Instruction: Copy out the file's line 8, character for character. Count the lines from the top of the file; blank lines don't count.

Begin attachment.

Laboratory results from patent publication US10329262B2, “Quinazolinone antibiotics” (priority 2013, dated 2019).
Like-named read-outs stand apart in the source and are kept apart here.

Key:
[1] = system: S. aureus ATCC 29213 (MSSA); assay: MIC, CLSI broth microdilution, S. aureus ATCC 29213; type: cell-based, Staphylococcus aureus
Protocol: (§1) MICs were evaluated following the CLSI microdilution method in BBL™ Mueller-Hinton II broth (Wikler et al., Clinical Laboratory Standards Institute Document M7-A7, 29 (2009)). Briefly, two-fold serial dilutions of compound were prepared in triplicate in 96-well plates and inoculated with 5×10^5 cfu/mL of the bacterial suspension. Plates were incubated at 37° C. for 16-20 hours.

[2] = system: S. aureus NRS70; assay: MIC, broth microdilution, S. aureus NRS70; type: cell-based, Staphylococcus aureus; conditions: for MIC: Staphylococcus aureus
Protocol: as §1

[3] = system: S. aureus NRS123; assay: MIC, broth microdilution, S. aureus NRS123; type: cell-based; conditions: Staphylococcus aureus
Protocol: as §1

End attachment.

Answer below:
[3] = system: S. aureus NRS123; assay: MIC, broth microdilution, S. aureus NRS123; type: cell-based; conditions: Staphylococcus aureus